Electronic Industries Alliance
|Electronic Industries Alliance|
|Successor||Electronic Components Industry Association|
|Fate||Dormant, pending merger with National Electronic Distributors Association, rebranded into Electronic Components Industry Association|
The Electronic Industries Alliance (EIA; until 1997 Electronic Industries Association) was an American standards and trade organization composed as an alliance of trade associations for electronics manufacturers in the United States. They developed standards to ensure the equipment of different manufacturers was compatible and interchangeable. The EIA ceased operations on February 11, 2011, but the former sectors continue to serve the constituencies of EIA.
In 1924, 50 radio manufacturers in Chicago formed a trade group called the Associated Radio Manufacturers. This organization was designed to control the licensing of the large number of radio patents so that each member could have access to all the relevant patents necessary to build radio transmitters, antennas and receivers. Over time, new electronic technologies brought new members, non-manufacturer members, and name changes.
Names in chronological order:
- 1924 – Associated Radio Manufacturers
- 1924 – Radio Manufacturers Association (RMA)
- 1950 – Radio Television Manufacturers Association (RTMA)
- 1953 – Radio Electronics Television Manufacturers Association (RETMA)
- 1957 – Electronic Industries Association (EIA)
- 1997 – Electronic Industries Alliance (EIA)
The organization's headquarters were in Arlington, Virginia. The EIA divided its activities into the following sectors:
- ECA – Electronic Components, Assemblies, Equipment & Supplies Association
- JEDEC – JEDEC Solid State Technology Association, former Joint Electron Device Engineering Council
- GEIA – (now part of TechAmerica), Government Electronics and Information Technology Association
- TIA – Telecommunications Industry Association
- CEA – Consumer Electronics Association
The EIA announced in 2007 that it would be dissolved into its constituent divisions, and transferred operations soon after. The Alliance formally ceased to exist on February 11, 2011. EIA designated ECA to continue to develop standards for interconnect, passive and electro-mechanical (IP&E) electronic components under the ANSI-designation of EIA standards. All other electronic components standards will be managed by their respective sectors.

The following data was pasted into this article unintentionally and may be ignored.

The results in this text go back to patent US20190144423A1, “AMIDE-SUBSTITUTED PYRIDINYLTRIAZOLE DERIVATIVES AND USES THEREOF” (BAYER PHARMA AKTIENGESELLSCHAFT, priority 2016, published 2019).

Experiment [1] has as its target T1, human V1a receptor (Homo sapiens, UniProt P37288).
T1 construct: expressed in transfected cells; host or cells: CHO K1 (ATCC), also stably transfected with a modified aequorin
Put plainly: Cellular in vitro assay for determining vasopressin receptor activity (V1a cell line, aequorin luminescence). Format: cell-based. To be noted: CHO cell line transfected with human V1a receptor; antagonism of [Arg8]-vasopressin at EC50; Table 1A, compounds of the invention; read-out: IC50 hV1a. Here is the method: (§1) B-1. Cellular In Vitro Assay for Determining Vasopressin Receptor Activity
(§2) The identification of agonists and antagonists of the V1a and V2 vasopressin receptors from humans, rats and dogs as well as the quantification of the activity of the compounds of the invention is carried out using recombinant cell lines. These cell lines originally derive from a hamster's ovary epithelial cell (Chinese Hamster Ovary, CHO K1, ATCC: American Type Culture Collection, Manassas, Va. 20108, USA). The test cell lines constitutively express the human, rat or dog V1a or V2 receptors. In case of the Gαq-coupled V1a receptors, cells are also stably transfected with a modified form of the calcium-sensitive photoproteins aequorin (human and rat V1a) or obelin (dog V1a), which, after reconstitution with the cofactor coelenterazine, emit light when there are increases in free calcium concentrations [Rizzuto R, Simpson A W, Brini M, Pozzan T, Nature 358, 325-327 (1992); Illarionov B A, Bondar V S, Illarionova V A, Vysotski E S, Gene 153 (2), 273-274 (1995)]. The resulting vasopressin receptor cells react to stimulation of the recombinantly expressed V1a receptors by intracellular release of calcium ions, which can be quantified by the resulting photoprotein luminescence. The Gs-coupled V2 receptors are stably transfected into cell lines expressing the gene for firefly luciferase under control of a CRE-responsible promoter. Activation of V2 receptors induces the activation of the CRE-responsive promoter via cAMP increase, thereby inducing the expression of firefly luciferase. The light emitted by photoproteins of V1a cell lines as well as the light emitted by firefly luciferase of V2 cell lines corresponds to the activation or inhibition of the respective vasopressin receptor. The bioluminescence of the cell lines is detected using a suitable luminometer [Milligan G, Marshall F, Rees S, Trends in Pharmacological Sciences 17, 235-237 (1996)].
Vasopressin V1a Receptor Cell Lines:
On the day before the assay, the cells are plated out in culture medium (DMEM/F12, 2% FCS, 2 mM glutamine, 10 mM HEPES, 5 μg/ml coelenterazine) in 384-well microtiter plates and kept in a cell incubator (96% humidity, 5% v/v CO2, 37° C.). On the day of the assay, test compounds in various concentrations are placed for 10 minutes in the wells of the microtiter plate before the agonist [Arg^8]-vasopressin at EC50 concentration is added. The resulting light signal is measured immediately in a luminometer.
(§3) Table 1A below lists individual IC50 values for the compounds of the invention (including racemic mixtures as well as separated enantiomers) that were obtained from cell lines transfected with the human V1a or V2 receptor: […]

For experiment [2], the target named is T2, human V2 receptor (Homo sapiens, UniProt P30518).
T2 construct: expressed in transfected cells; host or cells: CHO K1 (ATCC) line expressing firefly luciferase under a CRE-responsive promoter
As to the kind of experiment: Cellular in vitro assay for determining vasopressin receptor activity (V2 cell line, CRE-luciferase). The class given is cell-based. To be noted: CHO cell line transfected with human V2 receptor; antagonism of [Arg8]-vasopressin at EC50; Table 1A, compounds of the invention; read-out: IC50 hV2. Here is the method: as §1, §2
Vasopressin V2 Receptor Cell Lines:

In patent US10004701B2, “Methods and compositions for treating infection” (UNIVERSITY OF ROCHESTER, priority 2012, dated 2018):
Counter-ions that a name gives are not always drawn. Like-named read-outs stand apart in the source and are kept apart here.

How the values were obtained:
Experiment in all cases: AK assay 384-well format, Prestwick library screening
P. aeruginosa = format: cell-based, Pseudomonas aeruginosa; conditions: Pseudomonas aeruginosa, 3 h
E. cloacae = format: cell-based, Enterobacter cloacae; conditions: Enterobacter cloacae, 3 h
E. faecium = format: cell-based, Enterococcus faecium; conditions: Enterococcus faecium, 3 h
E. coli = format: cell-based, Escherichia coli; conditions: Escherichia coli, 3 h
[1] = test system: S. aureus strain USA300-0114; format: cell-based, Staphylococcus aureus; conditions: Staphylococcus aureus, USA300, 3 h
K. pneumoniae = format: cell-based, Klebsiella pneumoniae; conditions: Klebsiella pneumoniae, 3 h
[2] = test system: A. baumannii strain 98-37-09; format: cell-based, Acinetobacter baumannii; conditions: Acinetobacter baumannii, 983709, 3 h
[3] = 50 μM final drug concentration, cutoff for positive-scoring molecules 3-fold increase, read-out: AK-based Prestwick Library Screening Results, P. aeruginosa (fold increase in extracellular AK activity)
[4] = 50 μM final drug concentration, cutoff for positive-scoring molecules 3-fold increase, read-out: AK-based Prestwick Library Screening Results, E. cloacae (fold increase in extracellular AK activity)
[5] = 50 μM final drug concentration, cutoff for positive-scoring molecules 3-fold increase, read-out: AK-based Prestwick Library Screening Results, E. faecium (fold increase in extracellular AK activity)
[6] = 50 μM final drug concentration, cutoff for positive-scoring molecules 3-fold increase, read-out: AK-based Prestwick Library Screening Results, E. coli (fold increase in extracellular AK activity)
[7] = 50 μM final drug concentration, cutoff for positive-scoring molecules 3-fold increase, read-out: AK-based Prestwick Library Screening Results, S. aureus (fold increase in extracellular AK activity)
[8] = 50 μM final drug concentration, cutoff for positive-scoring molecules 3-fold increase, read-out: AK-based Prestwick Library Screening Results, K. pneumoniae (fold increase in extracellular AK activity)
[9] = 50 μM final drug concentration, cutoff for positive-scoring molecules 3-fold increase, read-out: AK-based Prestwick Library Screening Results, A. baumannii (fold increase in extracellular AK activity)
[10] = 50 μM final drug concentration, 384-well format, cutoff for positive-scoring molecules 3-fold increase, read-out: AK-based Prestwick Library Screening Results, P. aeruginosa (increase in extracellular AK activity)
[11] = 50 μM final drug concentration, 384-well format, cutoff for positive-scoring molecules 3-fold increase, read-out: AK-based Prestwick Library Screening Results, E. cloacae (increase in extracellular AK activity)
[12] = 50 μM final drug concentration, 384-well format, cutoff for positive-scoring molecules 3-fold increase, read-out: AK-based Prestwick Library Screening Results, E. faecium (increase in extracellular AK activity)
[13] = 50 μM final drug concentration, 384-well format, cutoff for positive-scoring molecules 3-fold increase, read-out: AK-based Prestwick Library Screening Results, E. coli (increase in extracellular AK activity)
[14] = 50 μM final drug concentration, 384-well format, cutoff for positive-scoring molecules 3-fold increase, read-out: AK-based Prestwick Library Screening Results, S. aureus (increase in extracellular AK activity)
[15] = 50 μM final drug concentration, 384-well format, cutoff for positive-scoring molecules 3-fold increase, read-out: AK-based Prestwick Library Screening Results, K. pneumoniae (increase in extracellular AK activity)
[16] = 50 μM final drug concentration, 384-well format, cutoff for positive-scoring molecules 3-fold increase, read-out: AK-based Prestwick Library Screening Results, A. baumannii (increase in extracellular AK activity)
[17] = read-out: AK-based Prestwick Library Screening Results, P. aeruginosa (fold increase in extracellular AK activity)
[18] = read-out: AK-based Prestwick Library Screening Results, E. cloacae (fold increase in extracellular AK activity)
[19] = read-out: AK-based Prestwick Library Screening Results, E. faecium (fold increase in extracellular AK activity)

The ECA merged with the National Electronic Distributors Association (NEDA) in 2011 to form the Electronic Components Industry Association (ECIA). However, the EIA standards brand will continue for IP&E standards within ECIA.
With the changing names of the EIA, the naming convention of the standards was also adapted. For example, a standard defining serial communication between computers and modems e.g. was originally drafted as a Recommended Standard, thus the "RS" RS-232. Later it was taken over by the EIA as EIA-232. Later this standard was managed by the TIA and the name was changed to the current TIA-232. Because the EIA was accredited by ANSI to help develop standards in its areas, these standards are often described as (e.g. ANSI TIA-232, or formerly as ANSI EIA/TIA-232). As currently[when?] authorized, any ANSI standard designated at ANSI EIA-xxx is developed or managed by ECA (and, in the future, ECIA).
- Electronic color code – RMA Resistor Color Code
- E series of preferred numbers – RMA Preferred Number Values of Fixed Composition Resistors
- "Welcome". ecaus.org. Electronic Industries Alliance. 2011. Archived from the original on 2011-05-29. Retrieved 2011-06-02.
The Electronic Industries Alliance ceased operations on February 11, 2011.
- "The fall of EIA: What happened?". EDN. September 4, 2007. Archived from the original on November 14, 2019.
- "NEDA, ECA merge, target counterfeit components". EDN. May 11, 2010. Archived from the original on November 14, 2019.
- EIA RS-464. Electronic Industries Association. 1981 [December 1979]. p. insert.
Recommended Standards are adopted by EIA without regard to whether or not their adoption may involve patents on articles, materials, or processes. By such action, EIA does not assume liability to any patent owner, nor does it assume any obligation whatever to parties adopting the Recommended Standard. This EIA Recommended Standard is considered to have international standardization implications, but there is no known IEC (or ISO) activity in this product area.